It's no secret that West Virginia has had a longstanding problem with smoking and related chronic disease, but is it getting better?
According to a report released Jan. 16 by the American Lung Association, that answer is yes and no.
In its 11th annual State of Tobacco Control report released Jan. 16, the association studied federal and state tobacco control policies.
Additionally, the report delved into each of West Virginia's 55 counties, assigning grades on the strength of regulations.
On the individual level, counties overall had passing grades. According to the report, 20 counties — which it notes is up from last year's 18 — received As, 19 earned Bs, 10 received Cs and six had Fs.
"The counties have all taken on the responsibilities that individuals in their particular towns and cities are not exposed to secondhand smoke," Deb Brown, president and CEO of the American Lung Association of the Mid-Atlantic told The State Journal.
However, the state overall received a failing grade in every category — funding for tobacco prevention and control programs, smoke free air, cigarette taxes and cessation coverage.
To receive an A, smoking must be prohibited in almost all public places and workplaces, the association's news release notes. An F, meanwhile, indicates protection is "inadequate or non-existent."
"There is no statewide law that protects everyone," Brown said. "The report does look at statewide legislation throughout the entire country. That's why West Virginia got an F."
According to the West Virginia Division of Tobacco Prevention, the leading cause of death and disease in West Virginia stems from tobacco use.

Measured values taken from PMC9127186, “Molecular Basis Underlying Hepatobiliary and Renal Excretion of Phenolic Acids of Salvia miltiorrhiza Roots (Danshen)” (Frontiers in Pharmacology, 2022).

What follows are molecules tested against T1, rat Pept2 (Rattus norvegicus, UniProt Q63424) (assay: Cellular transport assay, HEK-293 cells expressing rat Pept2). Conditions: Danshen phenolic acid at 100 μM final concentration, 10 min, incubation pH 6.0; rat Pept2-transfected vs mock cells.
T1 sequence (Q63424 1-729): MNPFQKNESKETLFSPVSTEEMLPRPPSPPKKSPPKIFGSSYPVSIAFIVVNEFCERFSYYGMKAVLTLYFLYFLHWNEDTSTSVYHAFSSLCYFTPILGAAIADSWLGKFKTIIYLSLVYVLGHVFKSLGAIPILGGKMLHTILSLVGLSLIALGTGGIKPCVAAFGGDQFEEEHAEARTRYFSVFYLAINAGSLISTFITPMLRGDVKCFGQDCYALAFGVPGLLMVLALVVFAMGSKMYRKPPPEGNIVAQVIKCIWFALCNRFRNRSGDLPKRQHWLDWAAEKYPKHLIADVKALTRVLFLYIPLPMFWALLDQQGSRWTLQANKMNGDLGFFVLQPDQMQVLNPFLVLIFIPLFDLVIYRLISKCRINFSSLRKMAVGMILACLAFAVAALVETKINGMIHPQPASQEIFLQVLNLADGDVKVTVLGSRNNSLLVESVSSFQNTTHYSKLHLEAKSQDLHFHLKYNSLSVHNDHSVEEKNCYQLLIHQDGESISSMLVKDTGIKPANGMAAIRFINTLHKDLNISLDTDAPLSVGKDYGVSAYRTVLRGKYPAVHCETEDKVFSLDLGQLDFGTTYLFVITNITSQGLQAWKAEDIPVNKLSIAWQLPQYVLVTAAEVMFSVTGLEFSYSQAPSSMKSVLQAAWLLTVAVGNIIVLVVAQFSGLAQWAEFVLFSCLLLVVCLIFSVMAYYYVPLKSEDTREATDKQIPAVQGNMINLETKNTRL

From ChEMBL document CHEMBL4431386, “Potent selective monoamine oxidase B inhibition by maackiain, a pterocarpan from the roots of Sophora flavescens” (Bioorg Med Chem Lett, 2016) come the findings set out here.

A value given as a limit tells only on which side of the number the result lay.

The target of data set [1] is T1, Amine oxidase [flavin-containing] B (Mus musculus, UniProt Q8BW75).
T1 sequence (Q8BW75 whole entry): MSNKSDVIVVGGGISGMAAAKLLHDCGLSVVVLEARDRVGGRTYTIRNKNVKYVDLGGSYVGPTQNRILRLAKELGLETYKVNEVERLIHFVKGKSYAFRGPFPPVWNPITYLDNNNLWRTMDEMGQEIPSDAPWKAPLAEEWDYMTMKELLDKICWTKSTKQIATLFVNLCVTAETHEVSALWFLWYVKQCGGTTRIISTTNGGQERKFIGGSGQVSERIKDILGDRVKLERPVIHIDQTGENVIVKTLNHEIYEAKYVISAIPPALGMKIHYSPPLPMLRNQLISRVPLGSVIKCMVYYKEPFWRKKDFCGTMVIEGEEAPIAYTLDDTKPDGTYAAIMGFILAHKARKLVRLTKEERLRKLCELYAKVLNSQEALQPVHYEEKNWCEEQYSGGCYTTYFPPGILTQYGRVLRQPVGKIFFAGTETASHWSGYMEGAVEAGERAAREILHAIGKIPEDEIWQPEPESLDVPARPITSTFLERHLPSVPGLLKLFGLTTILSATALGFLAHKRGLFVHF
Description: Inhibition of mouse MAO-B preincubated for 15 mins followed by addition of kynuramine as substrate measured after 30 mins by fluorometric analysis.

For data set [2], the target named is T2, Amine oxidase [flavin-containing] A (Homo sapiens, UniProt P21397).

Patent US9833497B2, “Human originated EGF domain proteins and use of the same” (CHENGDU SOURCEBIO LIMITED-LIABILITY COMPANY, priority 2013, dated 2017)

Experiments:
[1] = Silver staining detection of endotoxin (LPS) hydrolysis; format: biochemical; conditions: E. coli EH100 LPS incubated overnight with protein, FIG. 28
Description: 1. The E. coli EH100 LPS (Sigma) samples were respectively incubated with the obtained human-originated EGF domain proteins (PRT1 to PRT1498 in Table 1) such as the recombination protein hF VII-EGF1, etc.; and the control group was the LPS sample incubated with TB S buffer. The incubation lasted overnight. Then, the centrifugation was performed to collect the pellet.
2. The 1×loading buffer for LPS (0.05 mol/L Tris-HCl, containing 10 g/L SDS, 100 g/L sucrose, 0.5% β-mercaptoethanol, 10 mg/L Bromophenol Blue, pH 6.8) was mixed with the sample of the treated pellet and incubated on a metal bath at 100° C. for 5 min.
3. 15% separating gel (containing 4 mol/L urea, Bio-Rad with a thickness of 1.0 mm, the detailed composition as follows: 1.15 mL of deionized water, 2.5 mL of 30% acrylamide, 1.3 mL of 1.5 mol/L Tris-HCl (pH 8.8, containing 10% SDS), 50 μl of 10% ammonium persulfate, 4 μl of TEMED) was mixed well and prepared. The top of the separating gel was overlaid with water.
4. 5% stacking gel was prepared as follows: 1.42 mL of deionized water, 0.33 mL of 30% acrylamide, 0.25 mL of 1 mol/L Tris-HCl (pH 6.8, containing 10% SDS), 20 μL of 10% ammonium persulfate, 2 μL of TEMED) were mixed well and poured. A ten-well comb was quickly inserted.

The organization states "almost 4,000 West Virginia residents die each year from tobacco use and if current trends continue, over 40,000 more residents will die by the year 2020."
In a former interview with The State Journal, Dr. Rahul Gupta, health officer and executive director at the Kanawha-Charleston Health Department, said tobacco usage could be a reason why West Virginia's life expectancy is lagging behind.
"The reason for this decline is pretty much lifestyle choices that includes obesity and tobacco — both of which we are ranked very high in the nation. As a result, we have a host of other diseases," he said.
According to data from statehealthfacts.org, more men than women in West Virginia attempted to quit in 2010. However, more men than women reported smoking, the data states.
Both genders smoked more than their national counterparts, however.
The association's report said tobacco costs the state $1.7 billion per year in health care costs and lost productivity.
"Although West Virginia receives $231 million in tobacco-related revenue annually, it only invests a meager 28 percent of what the Centers for Disease Control and Prevention recommends should be spent on tobacco prevention and cessation programs," the news release states.
So what can West Virginia do to improve its standing? Brown said the state should raise taxes on tobacco products other than cigarettes. The current cigarette tax rate is $0.55 per pack of 20, but Brown said the association hopes the state will increase that tax by $1.
"One of the proven things we have seen is whenever you increase the cost of tobacco products, younger people are deterred by that," she said. "Adults will rethink the use of those products, too."
She said West Virginia also should focus on prevention. Barriers such as co-pays or prior authorization also are problems, she said.
"West Virginia put in $5.8 million to work on prevention programs and they do a great job with that $5.8 million but there should be more money put in so that we can make sure young people who start smoking have access to the treatment and methods that they can have without any barriers."